Thursday, July 21, 2005

You Can Call Me Al

On Monday we had a meeting with the electrician about his billing, which we thought was a little high. I have never met this man before, so I introduced myself when it became apparent that Partner was not going to do it. After all, if I am cutting this man checks, it seems like we should know each other. He said to me, "OH, are you the secretary?" Um. No. Partner then jumped it when she saw my reaction. "Oh," she said, "Katie is doing the books now."

"So you're the bookkeeper. " I made a face. He promptly added, "Or something like that." I let it go. I am actually buying into the company so I am actually a part owner, but whatever. I didn't say that. I can let that go; so, yes, you can call me the bookkeeper.

In fact, many times a day or week, I feel like I am called or named to be something I am really not. I don't argue with these definitions from outside because frankly, for the most part I don't mind them. Sometimes these representations of me are not far the from the truth, so if they skim my actual real picture of who I think I am, I guess that's good enough. Most of the time.

But about a month ago I snapped at a very good friend when she called me a "surrogate." Now go look up surrogate in the dictionary. Or look for the synonyms of such a word. Let's take the dictionary to start with. It says "To put in the place of another, especially as a successor; replace." Number one: I am not replacing or successing my partner. I suppose in some ways I am being put in her place, since we did think she was going to be the first birth mother. And I would hazard by carrying her eggs, I am surrogate in that sense. So, technically I am the gestational surrogate. Insurance forms might even decide this is who I am. But look at the thesaurus-- when you look up surrogate it says things like alternate, make-shift, pinch hitter, temporary, servant, proxy, stopgap...

I am not planning on being any of those things. Just to clarify: I am planning on being a mother. One of two, but that's it. A fully-fledged parent. Why is that I feel being labeled a surrogate is to be less-than something else. Because when you think about it, a woman who volunteers to be a surrogate is really giving this incredible gift, a totally generous beautiful thing. So why chaff against this term? And then if you go back and look at that list again, perhaps a parent is all those things at different times in a child's life. So what's the problem?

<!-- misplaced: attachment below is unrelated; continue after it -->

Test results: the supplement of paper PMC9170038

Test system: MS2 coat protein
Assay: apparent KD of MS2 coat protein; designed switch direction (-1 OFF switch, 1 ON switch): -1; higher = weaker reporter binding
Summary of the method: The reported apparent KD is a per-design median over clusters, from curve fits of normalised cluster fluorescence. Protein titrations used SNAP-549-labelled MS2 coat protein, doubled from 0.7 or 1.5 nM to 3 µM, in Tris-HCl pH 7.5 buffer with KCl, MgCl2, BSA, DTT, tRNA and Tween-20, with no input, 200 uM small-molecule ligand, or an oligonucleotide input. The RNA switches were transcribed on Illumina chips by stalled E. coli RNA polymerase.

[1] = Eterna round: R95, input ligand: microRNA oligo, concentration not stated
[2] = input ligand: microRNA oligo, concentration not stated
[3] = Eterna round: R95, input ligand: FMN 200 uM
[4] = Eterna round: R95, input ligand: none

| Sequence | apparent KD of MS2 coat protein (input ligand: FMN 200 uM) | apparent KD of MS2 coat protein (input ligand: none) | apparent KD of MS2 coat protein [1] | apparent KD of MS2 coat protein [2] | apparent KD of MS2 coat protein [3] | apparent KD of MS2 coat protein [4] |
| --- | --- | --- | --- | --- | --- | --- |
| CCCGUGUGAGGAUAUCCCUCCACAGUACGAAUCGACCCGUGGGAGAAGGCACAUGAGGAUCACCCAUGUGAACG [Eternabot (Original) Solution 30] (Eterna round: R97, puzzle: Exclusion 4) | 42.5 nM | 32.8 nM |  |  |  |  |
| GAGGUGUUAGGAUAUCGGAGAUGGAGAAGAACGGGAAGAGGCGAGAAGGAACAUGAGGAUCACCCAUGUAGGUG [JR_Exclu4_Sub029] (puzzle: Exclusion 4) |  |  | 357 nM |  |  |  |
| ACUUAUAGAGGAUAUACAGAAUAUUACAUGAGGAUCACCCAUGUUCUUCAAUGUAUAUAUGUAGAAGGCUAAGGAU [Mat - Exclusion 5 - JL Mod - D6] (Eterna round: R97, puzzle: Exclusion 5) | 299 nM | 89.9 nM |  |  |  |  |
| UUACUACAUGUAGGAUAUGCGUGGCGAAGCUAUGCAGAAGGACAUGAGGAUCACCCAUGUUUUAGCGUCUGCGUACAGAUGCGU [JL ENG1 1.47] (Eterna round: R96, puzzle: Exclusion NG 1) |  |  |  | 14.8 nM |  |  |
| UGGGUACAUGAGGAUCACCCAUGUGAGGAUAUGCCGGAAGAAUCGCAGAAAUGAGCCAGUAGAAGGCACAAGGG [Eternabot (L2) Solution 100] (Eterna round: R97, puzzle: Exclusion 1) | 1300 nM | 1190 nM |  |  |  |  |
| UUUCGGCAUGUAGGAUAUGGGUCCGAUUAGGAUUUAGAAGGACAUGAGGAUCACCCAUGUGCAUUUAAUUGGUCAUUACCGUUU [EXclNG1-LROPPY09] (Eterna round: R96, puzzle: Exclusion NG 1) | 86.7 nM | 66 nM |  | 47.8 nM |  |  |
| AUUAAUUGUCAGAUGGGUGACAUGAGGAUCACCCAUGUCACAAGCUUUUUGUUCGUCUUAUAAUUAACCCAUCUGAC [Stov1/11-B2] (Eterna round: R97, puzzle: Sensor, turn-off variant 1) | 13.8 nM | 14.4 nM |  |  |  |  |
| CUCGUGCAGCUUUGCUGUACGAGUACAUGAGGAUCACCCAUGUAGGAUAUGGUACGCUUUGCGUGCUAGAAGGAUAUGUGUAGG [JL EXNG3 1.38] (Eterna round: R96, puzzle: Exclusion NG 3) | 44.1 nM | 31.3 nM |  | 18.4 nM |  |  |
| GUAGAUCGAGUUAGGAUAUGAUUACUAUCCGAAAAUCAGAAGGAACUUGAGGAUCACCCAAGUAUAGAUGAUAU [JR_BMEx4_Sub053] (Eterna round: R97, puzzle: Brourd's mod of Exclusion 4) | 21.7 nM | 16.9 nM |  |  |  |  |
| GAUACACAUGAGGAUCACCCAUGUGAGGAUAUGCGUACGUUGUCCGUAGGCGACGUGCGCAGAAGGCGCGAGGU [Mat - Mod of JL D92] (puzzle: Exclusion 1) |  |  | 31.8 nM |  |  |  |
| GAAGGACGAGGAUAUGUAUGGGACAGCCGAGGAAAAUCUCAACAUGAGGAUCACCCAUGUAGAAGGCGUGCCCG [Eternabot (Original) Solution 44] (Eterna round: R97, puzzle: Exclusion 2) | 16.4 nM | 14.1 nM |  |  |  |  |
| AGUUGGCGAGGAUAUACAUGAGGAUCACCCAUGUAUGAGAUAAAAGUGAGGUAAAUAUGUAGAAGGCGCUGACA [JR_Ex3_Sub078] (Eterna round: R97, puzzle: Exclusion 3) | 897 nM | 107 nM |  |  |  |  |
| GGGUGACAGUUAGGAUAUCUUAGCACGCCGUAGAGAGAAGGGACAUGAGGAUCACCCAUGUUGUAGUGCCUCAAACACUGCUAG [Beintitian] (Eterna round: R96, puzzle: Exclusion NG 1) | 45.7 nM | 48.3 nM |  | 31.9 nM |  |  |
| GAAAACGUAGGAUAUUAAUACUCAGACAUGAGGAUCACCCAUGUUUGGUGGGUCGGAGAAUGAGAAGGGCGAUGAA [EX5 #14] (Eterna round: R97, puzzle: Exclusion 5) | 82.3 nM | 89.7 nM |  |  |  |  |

Both of us have expressed anxiety about people who will want to cut out one of us as the mother. Sometimes this might come from strangers, occasionally it might be friends, or sometimes it might be from family members. This anxiousness-- I wonder if it's indicative of gay and lesbian families in particular. Do fathers in hetero families ever worry about being construed of a "less than" parent? When I was a young kid, my mother worked to support us while my dad was in school. She still talks about the judgment she got from the stay-at-home moms and how she thinks they construed of her as being a less-than mom. (She wasn't!) She hated this at the time, and although she's never said she was anxious about feeling like a less-than parent, I can't help but think she must have been. Anger and fear: aren't they inextricably linked? I think that my hesitance, and well let's face it, anger, about the term surrogate is based in this fear of the "less-than" definition.